I have wanted a cheese slab for a while but the antique ones are rare and normally priced at
$2000+. Even the reproductions aren’t inexpensive.
Dairy slabs were used in the 1800’s, prior to electricity, by stores selling butter and cheese.
Dairy items were kept cool by placing them on the slabs, which were chilled in water or set
outside in cold weather.
I have had so much fun using the water slide decals I decided to try making my own.
My version of a cheese slab with vintage mustard jars.
How to make your own Cheese Slab
This was a really easy project with the hardest part finding the right size dish to use.
I found this casserole dish at TJ Maxx for $4.95 and spray painted the bottom a gloss
white where the manufacturers name was printed.
With “Microsoft Word” use the Copperplate Gothic Bold font and size the word
“CHEESE” to fit your dish. I used Papilio Clear Waterslide paper and just followed
the directions on the package. (not a sponsored post)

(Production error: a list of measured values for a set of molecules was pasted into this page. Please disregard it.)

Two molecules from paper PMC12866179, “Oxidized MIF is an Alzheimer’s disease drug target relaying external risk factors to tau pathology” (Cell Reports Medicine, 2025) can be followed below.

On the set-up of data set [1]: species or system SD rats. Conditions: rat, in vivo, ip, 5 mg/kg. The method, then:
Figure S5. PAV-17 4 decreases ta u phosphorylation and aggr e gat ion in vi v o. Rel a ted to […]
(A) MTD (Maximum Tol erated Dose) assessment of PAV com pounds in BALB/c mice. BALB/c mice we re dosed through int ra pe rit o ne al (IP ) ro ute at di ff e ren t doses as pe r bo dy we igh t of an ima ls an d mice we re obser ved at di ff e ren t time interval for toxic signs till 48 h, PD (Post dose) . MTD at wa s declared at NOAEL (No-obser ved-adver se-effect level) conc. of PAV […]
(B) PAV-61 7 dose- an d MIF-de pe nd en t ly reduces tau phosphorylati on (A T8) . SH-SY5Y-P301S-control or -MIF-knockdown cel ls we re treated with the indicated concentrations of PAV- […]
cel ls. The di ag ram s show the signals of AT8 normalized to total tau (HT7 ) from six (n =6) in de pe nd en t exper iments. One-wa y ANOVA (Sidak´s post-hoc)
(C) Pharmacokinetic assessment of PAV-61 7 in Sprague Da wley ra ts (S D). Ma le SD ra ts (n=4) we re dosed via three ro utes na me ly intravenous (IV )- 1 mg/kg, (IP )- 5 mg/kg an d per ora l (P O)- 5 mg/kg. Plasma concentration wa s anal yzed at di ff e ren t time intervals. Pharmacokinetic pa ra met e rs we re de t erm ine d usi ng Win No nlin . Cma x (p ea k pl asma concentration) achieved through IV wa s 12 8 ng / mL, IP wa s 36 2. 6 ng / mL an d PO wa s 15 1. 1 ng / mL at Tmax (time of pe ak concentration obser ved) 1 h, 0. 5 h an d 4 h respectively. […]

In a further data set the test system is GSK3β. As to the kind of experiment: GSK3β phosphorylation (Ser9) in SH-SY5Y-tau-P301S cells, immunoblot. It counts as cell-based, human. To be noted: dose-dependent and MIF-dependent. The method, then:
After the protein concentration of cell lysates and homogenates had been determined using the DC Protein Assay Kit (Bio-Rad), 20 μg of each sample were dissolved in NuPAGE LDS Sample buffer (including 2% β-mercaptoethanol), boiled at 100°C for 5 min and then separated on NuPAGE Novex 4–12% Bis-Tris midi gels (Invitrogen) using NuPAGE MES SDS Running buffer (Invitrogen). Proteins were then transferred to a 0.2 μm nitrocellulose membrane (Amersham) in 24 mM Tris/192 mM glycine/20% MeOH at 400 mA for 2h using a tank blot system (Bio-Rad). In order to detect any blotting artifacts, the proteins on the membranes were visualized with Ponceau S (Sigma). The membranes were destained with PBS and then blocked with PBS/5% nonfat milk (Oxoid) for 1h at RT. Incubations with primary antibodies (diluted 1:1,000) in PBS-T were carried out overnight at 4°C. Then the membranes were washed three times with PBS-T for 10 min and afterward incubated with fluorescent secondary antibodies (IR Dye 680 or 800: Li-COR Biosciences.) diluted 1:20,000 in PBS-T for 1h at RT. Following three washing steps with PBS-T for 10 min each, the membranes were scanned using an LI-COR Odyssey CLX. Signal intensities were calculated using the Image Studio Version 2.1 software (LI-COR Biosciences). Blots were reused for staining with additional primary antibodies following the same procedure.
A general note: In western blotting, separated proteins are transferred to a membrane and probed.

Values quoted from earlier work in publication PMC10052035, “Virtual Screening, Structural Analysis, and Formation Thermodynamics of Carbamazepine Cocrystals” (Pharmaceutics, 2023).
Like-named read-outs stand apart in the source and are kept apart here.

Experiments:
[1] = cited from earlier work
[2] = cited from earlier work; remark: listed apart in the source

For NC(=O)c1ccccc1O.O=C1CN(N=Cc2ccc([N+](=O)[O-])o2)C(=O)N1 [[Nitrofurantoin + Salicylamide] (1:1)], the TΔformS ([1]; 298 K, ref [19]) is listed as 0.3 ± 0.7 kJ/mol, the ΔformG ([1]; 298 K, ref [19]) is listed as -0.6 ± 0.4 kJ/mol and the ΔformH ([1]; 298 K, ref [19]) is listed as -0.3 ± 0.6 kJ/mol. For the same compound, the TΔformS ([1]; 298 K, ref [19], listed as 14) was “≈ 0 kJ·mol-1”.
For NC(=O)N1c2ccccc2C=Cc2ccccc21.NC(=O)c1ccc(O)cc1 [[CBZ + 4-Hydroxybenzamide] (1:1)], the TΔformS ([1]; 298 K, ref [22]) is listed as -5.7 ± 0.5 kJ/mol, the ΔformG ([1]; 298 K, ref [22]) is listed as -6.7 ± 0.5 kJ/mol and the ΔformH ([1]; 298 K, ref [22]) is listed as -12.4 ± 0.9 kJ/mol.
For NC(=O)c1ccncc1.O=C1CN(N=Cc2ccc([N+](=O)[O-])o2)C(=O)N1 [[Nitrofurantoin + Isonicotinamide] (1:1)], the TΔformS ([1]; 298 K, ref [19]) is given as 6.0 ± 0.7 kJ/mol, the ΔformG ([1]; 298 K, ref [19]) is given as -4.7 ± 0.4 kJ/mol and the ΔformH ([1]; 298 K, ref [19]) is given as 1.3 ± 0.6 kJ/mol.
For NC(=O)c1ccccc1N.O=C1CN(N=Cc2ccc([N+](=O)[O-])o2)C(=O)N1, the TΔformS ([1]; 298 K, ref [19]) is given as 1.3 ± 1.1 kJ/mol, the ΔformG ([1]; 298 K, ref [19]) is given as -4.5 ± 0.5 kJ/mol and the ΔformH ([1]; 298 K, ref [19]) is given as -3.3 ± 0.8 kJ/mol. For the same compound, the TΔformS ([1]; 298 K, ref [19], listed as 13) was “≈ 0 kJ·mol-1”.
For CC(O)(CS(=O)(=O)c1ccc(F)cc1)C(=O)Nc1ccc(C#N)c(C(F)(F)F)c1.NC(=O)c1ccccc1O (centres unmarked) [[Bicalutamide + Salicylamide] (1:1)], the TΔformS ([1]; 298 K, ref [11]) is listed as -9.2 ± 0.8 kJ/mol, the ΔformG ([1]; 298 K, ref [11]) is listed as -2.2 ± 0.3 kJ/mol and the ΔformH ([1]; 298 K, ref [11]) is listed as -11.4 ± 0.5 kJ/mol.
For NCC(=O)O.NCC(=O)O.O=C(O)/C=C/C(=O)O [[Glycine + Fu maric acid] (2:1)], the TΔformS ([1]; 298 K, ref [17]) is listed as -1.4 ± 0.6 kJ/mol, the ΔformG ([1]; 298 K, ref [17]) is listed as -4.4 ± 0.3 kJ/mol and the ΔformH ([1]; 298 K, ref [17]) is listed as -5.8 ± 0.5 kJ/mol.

You do have to spray the decal with a fixative or the ink will run when wet. Apply a
light spray at least three times, allowing it to dry between application. The manufacturer
sells their own spray but I just use Krylon Crystal Clear and have never had a problem.
The decals are a little harder to use on a curved object so cut the image in half before putting
each piece in water. Apply the decal to your dish, matching up the two pieces. When it is
dry spray a couple of light coats of Krylon Crystal Clear on the decal.
Note: Lightly apply decal and smooth carefully. Do not over-rub or the decal can tear or
The decals are a little harder to apply on a curved object so cut the image in half before putting it in water. After the decal dries spray a couple of light coats of Krylon Crystal Clear on the decal.
Ready to make your own Cheese Slab?
Please feel free to use the graphic below and I appreciate you crediting me for the source.
Thanks for dropping by!
I’ll be partying this week at